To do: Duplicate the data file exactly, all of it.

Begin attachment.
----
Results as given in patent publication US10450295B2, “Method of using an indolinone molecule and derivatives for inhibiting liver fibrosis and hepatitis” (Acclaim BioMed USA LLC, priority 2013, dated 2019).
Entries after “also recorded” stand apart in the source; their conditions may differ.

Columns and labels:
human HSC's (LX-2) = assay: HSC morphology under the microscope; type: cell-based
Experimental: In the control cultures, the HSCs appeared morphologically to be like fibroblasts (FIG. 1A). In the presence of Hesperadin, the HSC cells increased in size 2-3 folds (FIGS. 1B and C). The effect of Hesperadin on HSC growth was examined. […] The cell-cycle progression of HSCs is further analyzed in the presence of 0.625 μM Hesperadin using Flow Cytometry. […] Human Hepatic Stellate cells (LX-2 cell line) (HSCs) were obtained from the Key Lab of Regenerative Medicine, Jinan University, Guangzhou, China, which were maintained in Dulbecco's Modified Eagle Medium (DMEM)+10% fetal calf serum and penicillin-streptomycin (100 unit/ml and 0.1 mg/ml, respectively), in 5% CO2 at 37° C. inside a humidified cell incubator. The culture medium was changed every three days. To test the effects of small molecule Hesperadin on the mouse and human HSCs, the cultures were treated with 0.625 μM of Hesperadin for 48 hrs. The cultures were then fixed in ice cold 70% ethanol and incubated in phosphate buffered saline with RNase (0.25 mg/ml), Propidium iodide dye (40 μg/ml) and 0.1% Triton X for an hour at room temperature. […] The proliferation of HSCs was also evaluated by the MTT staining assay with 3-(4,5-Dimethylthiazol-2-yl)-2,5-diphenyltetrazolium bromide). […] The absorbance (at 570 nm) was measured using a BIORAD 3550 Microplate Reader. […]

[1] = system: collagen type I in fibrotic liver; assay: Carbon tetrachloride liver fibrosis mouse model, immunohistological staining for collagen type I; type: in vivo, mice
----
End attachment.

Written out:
Results as given in patent publication US10450295B2, “Method of using an indolinone molecule and derivatives for inhibiting liver fibrosis and hepatitis” (Acclaim BioMed USA LLC, priority 2013, dated 2019).
Entries after “also recorded” stand apart in the source; their conditions may differ.

Columns and labels:
human HSC's (LX-2) = assay: HSC morphology under the microscope; type: cell-based
Experimental: In the control cultures, the HSCs appeared morphologically to be like fibroblasts (FIG. 1A). In the presence of Hesperadin, the HSC cells increased in size 2-3 folds (FIGS. 1B and C). The effect of Hesperadin on HSC growth was examined. […] The cell-cycle progression of HSCs is further analyzed in the presence of 0.625 μM Hesperadin using Flow Cytometry. […] Human Hepatic Stellate cells (LX-2 cell line) (HSCs) were obtained from the Key Lab of Regenerative Medicine, Jinan University, Guangzhou, China, which were maintained in Dulbecco's Modified Eagle Medium (DMEM)+10% fetal calf serum and penicillin-streptomycin (100 unit/ml and 0.1 mg/ml, respectively), in 5% CO2 at 37° C. inside a humidified cell incubator. The culture medium was changed every three days. To test the effects of small molecule Hesperadin on the mouse and human HSCs, the cultures were treated with 0.625 μM of Hesperadin for 48 hrs. The cultures were then fixed in ice cold 70% ethanol and incubated in phosphate buffered saline with RNase (0.25 mg/ml), Propidium iodide dye (40 μg/ml) and 0.1% Triton X for an hour at room temperature. […] The proliferation of HSCs was also evaluated by the MTT staining assay with 3-(4,5-Dimethylthiazol-2-yl)-2,5-diphenyltetrazolium bromide). […] The absorbance (at 570 nm) was measured using a BIORAD 3550 Microplate Reader. […]

[1] = system: collagen type I in fibrotic liver; assay: Carbon tetrachloride liver fibrosis mouse model, immunohistological staining for collagen type I; type: in vivo, mice